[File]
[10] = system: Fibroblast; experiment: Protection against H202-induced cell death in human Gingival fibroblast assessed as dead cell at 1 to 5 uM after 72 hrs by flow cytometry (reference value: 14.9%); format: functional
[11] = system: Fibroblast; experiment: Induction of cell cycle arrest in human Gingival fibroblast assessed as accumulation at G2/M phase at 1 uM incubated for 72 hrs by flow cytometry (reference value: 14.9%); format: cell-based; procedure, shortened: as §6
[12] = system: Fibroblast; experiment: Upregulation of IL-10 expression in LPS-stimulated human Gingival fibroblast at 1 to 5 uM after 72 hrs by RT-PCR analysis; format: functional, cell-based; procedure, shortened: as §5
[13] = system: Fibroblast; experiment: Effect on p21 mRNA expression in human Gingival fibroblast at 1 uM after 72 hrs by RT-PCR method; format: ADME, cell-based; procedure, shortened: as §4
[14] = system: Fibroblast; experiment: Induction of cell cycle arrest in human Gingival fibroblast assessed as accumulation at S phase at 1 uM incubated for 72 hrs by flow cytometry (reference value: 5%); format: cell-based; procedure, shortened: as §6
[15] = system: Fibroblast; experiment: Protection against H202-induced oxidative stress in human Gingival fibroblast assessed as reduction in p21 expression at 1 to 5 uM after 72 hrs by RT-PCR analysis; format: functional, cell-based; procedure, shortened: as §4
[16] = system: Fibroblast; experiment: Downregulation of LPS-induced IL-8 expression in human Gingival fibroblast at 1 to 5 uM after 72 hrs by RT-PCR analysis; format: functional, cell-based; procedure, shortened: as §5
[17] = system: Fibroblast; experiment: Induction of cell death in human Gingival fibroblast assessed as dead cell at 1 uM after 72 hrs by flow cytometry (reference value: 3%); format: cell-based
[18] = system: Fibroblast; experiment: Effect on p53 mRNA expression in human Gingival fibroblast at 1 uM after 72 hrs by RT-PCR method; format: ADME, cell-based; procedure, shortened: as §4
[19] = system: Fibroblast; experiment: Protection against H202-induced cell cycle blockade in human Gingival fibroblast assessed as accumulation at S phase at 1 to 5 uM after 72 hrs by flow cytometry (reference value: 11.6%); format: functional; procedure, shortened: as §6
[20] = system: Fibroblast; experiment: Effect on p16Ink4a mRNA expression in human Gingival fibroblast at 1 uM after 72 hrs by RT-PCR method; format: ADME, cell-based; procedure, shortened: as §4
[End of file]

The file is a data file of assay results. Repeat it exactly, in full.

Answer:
[10] = system: Fibroblast; experiment: Protection against H202-induced cell death in human Gingival fibroblast assessed as dead cell at 1 to 5 uM after 72 hrs by flow cytometry (reference value: 14.9%); format: functional
[11] = system: Fibroblast; experiment: Induction of cell cycle arrest in human Gingival fibroblast assessed as accumulation at G2/M phase at 1 uM incubated for 72 hrs by flow cytometry (reference value: 14.9%); format: cell-based; procedure, shortened: as §6
[12] = system: Fibroblast; experiment: Upregulation of IL-10 expression in LPS-stimulated human Gingival fibroblast at 1 to 5 uM after 72 hrs by RT-PCR analysis; format: functional, cell-based; procedure, shortened: as §5
[13] = system: Fibroblast; experiment: Effect on p21 mRNA expression in human Gingival fibroblast at 1 uM after 72 hrs by RT-PCR method; format: ADME, cell-based; procedure, shortened: as §4
[14] = system: Fibroblast; experiment: Induction of cell cycle arrest in human Gingival fibroblast assessed as accumulation at S phase at 1 uM incubated for 72 hrs by flow cytometry (reference value: 5%); format: cell-based; procedure, shortened: as §6
[15] = system: Fibroblast; experiment: Protection against H202-induced oxidative stress in human Gingival fibroblast assessed as reduction in p21 expression at 1 to 5 uM after 72 hrs by RT-PCR analysis; format: functional, cell-based; procedure, shortened: as §4
[16] = system: Fibroblast; experiment: Downregulation of LPS-induced IL-8 expression in human Gingival fibroblast at 1 to 5 uM after 72 hrs by RT-PCR analysis; format: functional, cell-based; procedure, shortened: as §5
[17] = system: Fibroblast; experiment: Induction of cell death in human Gingival fibroblast assessed as dead cell at 1 uM after 72 hrs by flow cytometry (reference value: 3%); format: cell-based
[18] = system: Fibroblast; experiment: Effect on p53 mRNA expression in human Gingival fibroblast at 1 uM after 72 hrs by RT-PCR method; format: ADME, cell-based; procedure, shortened: as §4
[19] = system: Fibroblast; experiment: Protection against H202-induced cell cycle blockade in human Gingival fibroblast assessed as accumulation at S phase at 1 to 5 uM after 72 hrs by flow cytometry (reference value: 11.6%); format: functional; procedure, shortened: as §6
[20] = system: Fibroblast; experiment: Effect on p16Ink4a mRNA expression in human Gingival fibroblast at 1 uM after 72 hrs by RT-PCR method; format: ADME, cell-based; procedure, shortened: as §4